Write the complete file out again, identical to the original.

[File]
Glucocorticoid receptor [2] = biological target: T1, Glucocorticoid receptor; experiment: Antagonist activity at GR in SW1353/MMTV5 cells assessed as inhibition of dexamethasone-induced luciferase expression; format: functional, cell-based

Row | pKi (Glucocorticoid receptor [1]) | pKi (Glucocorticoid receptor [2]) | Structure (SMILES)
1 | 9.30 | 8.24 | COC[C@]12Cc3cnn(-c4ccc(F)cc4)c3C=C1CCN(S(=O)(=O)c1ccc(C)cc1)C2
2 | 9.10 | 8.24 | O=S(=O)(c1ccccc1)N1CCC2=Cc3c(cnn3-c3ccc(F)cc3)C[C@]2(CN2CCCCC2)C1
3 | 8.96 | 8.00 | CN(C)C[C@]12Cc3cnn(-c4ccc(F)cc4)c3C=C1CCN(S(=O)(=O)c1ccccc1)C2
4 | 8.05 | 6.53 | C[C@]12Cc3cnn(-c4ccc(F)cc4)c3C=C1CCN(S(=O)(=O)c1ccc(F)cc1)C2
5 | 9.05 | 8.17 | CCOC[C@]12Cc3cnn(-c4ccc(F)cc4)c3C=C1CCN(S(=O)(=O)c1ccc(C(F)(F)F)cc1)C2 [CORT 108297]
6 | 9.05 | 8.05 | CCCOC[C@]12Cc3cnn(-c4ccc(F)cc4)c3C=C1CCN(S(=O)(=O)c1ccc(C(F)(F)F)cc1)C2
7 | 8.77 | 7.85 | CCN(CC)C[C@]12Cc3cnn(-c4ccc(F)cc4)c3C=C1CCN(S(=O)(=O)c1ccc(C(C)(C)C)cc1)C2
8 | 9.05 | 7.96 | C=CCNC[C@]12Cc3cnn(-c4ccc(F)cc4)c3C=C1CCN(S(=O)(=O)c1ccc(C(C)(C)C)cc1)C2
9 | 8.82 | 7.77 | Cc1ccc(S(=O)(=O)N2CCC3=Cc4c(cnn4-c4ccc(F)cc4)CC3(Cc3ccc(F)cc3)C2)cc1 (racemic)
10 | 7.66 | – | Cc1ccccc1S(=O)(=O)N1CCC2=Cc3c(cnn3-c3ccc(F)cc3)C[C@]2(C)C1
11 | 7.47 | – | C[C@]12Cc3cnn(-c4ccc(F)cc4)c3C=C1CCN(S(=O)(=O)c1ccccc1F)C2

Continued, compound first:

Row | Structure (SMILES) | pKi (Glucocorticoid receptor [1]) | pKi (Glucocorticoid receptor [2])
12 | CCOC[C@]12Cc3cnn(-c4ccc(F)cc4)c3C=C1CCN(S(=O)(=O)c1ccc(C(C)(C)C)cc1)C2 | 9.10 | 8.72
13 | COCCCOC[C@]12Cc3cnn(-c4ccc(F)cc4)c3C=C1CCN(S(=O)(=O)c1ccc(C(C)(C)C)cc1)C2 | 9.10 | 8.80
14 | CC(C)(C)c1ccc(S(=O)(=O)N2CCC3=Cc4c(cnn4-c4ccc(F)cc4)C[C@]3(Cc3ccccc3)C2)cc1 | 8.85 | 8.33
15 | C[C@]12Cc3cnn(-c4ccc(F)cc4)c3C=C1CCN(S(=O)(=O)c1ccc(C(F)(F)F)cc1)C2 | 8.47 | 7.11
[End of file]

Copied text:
Glucocorticoid receptor [2] = biological target: T1, Glucocorticoid receptor; experiment: Antagonist activity at GR in SW1353/MMTV5 cells assessed as inhibition of dexamethasone-induced luciferase expression; format: functional, cell-based

Row | pKi (Glucocorticoid receptor [1]) | pKi (Glucocorticoid receptor [2]) | Structure (SMILES)
1 | 9.30 | 8.24 | COC[C@]12Cc3cnn(-c4ccc(F)cc4)c3C=C1CCN(S(=O)(=O)c1ccc(C)cc1)C2
2 | 9.10 | 8.24 | O=S(=O)(c1ccccc1)N1CCC2=Cc3c(cnn3-c3ccc(F)cc3)C[C@]2(CN2CCCCC2)C1
3 | 8.96 | 8.00 | CN(C)C[C@]12Cc3cnn(-c4ccc(F)cc4)c3C=C1CCN(S(=O)(=O)c1ccccc1)C2
4 | 8.05 | 6.53 | C[C@]12Cc3cnn(-c4ccc(F)cc4)c3C=C1CCN(S(=O)(=O)c1ccc(F)cc1)C2
5 | 9.05 | 8.17 | CCOC[C@]12Cc3cnn(-c4ccc(F)cc4)c3C=C1CCN(S(=O)(=O)c1ccc(C(F)(F)F)cc1)C2 [CORT 108297]
6 | 9.05 | 8.05 | CCCOC[C@]12Cc3cnn(-c4ccc(F)cc4)c3C=C1CCN(S(=O)(=O)c1ccc(C(F)(F)F)cc1)C2
7 | 8.77 | 7.85 | CCN(CC)C[C@]12Cc3cnn(-c4ccc(F)cc4)c3C=C1CCN(S(=O)(=O)c1ccc(C(C)(C)C)cc1)C2
8 | 9.05 | 7.96 | C=CCNC[C@]12Cc3cnn(-c4ccc(F)cc4)c3C=C1CCN(S(=O)(=O)c1ccc(C(C)(C)C)cc1)C2
9 | 8.82 | 7.77 | Cc1ccc(S(=O)(=O)N2CCC3=Cc4c(cnn4-c4ccc(F)cc4)CC3(Cc3ccc(F)cc3)C2)cc1 (racemic)
10 | 7.66 | – | Cc1ccccc1S(=O)(=O)N1CCC2=Cc3c(cnn3-c3ccc(F)cc3)C[C@]2(C)C1
11 | 7.47 | – | C[C@]12Cc3cnn(-c4ccc(F)cc4)c3C=C1CCN(S(=O)(=O)c1ccccc1F)C2

Continued, compound first:

Row | Structure (SMILES) | pKi (Glucocorticoid receptor [1]) | pKi (Glucocorticoid receptor [2])
12 | CCOC[C@]12Cc3cnn(-c4ccc(F)cc4)c3C=C1CCN(S(=O)(=O)c1ccc(C(C)(C)C)cc1)C2 | 9.10 | 8.72
13 | COCCCOC[C@]12Cc3cnn(-c4ccc(F)cc4)c3C=C1CCN(S(=O)(=O)c1ccc(C(C)(C)C)cc1)C2 | 9.10 | 8.80
14 | CC(C)(C)c1ccc(S(=O)(=O)N2CCC3=Cc4c(cnn4-c4ccc(F)cc4)C[C@]3(Cc3ccccc3)C2)cc1 | 8.85 | 8.33
15 | C[C@]12Cc3cnn(-c4ccc(F)cc4)c3C=C1CCN(S(=O)(=O)c1ccc(C(F)(F)F)cc1)C2 | 8.47 | 7.11